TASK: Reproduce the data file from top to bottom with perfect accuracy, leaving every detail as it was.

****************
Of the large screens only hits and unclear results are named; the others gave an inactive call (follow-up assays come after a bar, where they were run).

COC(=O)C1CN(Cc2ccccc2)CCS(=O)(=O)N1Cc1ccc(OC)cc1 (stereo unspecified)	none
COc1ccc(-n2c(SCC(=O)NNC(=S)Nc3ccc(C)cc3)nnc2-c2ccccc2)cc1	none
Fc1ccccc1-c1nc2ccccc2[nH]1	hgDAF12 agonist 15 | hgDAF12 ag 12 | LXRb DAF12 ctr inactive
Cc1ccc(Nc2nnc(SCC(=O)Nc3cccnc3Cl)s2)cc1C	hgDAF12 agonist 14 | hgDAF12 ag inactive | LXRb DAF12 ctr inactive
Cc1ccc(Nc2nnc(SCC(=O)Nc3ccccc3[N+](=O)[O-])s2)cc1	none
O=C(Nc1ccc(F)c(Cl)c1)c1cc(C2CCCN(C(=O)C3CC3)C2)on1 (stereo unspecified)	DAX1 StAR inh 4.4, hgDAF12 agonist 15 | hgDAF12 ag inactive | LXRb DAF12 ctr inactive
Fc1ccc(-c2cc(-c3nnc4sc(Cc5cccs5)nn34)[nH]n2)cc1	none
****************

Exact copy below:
Of the large screens only hits and unclear results are named; the others gave an inactive call (follow-up assays come after a bar, where they were run).

COC(=O)C1CN(Cc2ccccc2)CCS(=O)(=O)N1Cc1ccc(OC)cc1 (stereo unspecified)	none
COc1ccc(-n2c(SCC(=O)NNC(=S)Nc3ccc(C)cc3)nnc2-c2ccccc2)cc1	none
Fc1ccccc1-c1nc2ccccc2[nH]1	hgDAF12 agonist 15 | hgDAF12 ag 12 | LXRb DAF12 ctr inactive
Cc1ccc(Nc2nnc(SCC(=O)Nc3cccnc3Cl)s2)cc1C	hgDAF12 agonist 14 | hgDAF12 ag inactive | LXRb DAF12 ctr inactive
Cc1ccc(Nc2nnc(SCC(=O)Nc3ccccc3[N+](=O)[O-])s2)cc1	none
O=C(Nc1ccc(F)c(Cl)c1)c1cc(C2CCCN(C(=O)C3CC3)C2)on1 (stereo unspecified)	DAX1 StAR inh 4.4, hgDAF12 agonist 15 | hgDAF12 ag inactive | LXRb DAF12 ctr inactive
Fc1ccc(-c2cc(-c3nnc4sc(Cc5cccs5)nn34)[nH]n2)cc1	none